A disjointed post about sleep (and its absence)

January 20th, 2014

Sleeping with Willow

I don’t blog very much right now.  I miss it, and I know some of my readers do, too.  (Thanks, by the way!  That makes me feel good to know my pieces are enjoyed.)

The reason I don’t blog is simple.  My third-born doesn’t sleep well.  At all.

To put our situation in perspective, the other night she slept for almost two hours straight after I put her down and I was nearly giddy with excitement.  Really.

Blogging is a time-consuming process.  I think and write quickly, but there’s editing to do.  Formatting.  Proofreading.  Photo-editing and uploading.  And…wait, what’s that?  The baby is awake?  Hold, please.  I’ll be back…

Birdie has a bed that she starts out in, but she spends most of the night in my bed with me and that is where she STRONGLY prefers to be.  When she wakes in her bed and realizes I’m not there, she fusses.  And I go up and snuggle her back to sleep, then tip-toe out.  We repeat that dance anywhere from one to five times between when I put her to bed around 8:15 and when I give up and come to bed between 10:30 and 11:00.

It is emotionally exhausting because I don’t get the “kids are in bed downtime” that I would really enjoy having.

I’ve put off writing this post in part because I don’t know where I’m going with it.  I don’t have an answer.  We’re not at the end of this season yet, where I can look back and offer wisdom, advice, or at least humorous commentary.  We’re in the middle of it and, to be honest, I don’t know how I feel about the status quo.

On the one hand, when I’m sitting downstairs, trying to talk to Josh or pay bills or clean the kitchen or – dare I dream? – write a blog, and I hear the baby crying, I am frustrated.  I scowl and curse and mutter threateningly under my breath about “sleep training.”

But the second I am upstairs with her, it vanishes.  I lie down next to this perfect, beautiful creature and she wiggles herself next to me – on to me, really – with her head propped on my arm.  She goes limp and warm with sleep and I am undone with love.  What on this earth could possibly more important than spending those precious moments with her?

So you see, Birdie’s sleep habits are simultaneously the greatest source of disorder in my life and the single greatest source of peace and joy.  And I haven’t figured out if I can get rid of one (by having her sleep more) while keeping the other (the bliss of sleeping with her).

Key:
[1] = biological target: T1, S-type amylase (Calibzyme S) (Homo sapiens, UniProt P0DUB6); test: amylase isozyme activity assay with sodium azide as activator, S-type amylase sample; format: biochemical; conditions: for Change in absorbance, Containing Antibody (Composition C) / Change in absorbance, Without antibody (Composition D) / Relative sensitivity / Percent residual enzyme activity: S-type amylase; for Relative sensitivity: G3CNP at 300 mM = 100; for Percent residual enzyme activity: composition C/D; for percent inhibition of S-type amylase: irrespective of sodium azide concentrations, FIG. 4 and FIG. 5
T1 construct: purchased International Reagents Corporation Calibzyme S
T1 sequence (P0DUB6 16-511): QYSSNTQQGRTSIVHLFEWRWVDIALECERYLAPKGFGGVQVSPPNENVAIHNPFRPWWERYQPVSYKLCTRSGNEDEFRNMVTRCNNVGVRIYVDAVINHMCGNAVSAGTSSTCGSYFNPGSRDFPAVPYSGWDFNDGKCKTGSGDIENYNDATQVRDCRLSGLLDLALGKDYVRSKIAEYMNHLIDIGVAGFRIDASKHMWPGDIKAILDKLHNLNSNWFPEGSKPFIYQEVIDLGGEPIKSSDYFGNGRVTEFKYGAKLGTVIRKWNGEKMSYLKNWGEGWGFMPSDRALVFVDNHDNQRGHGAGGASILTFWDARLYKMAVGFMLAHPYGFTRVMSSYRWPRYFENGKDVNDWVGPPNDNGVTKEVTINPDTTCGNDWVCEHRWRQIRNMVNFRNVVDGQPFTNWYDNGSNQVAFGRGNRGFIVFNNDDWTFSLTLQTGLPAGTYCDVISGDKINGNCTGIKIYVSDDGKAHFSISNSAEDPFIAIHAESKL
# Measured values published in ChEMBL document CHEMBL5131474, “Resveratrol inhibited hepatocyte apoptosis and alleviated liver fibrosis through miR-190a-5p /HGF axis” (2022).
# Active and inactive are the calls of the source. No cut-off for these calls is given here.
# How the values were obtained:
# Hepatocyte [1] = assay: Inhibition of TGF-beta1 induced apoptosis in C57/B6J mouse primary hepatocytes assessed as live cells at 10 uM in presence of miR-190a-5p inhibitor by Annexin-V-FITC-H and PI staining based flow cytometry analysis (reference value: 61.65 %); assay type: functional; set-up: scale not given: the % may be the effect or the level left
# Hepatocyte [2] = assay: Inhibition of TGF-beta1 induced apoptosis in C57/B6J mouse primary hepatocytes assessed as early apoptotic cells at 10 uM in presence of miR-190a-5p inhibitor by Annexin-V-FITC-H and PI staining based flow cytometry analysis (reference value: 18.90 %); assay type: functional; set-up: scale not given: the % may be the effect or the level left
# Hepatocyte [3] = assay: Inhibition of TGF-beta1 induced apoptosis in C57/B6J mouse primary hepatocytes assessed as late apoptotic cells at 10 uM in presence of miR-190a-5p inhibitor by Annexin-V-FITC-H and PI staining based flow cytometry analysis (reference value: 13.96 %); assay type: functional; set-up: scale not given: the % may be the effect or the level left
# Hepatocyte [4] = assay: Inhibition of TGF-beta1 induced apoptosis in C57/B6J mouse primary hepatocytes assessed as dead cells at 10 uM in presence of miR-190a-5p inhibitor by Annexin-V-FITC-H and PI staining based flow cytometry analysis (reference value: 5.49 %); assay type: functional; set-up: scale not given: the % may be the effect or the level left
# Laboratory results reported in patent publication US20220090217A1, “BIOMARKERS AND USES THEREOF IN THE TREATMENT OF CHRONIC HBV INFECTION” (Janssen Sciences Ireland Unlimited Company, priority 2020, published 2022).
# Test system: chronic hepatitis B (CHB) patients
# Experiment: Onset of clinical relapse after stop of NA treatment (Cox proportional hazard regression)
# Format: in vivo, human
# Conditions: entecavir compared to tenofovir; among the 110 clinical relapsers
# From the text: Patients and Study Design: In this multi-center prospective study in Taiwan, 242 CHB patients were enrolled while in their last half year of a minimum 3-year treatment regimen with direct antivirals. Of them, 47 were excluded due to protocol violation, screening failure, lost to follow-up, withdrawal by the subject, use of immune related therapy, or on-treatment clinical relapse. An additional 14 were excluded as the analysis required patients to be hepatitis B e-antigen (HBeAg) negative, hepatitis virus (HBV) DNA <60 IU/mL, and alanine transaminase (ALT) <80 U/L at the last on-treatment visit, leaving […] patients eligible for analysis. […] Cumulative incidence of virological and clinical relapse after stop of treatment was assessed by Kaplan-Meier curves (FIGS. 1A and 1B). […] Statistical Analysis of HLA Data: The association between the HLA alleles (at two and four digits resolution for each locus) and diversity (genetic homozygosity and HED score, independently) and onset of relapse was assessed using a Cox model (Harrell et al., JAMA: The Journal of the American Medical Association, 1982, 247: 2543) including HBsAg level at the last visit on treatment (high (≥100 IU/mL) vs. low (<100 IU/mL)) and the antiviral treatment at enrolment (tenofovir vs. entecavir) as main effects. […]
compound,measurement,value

3 responses to “A disjointed post about sleep (and its absence)”

  1. Emily says:

    Oh Kate. You always have such a good perspective even when in the thick of things. I completely understand how frustrating this is because I went through it with Madeline. We didn’t cosleep but I spent hours sitting in her room rocking in the glider. We did eventually sleep train but there was always backsliding related to traveling, teething, etc. I wouldn’t have minded the hours in the glider but there was a husband downstairs who wanted to spend time with me after he had been at work all day, or after he had come home from a trip who was increasingly getting frustrated at the situation. But, like all things, this too shall pass and I’m sure you will remember the moments the wee one was curled up in your arm. I am so thankful I do get the alone time after the kiddo is in bed, but I do remember the coziness of being curled up with the wee one and thinking how cozy it was.

  2. Emily says:

    And, for the record, I do miss your blog posts!

  3. Cindi Frye says:

    There can hardly be a Mom among us that doesn’t know what you’re going through. Is that any comfort? I can tell you I have crawled out of a room so the would-be sleeper couldn’t tell I was leaving. Oh, the memories. But lacking sleep? Oh, yeah. And the babies that slept all night the first night and kept on sleeping like that: One. Out of seven. I know when you’re not getting much sleep, it really is difficult. You literally can’t think straight. And it will pass. Meanwhile, cut yourself some slack on the activities.

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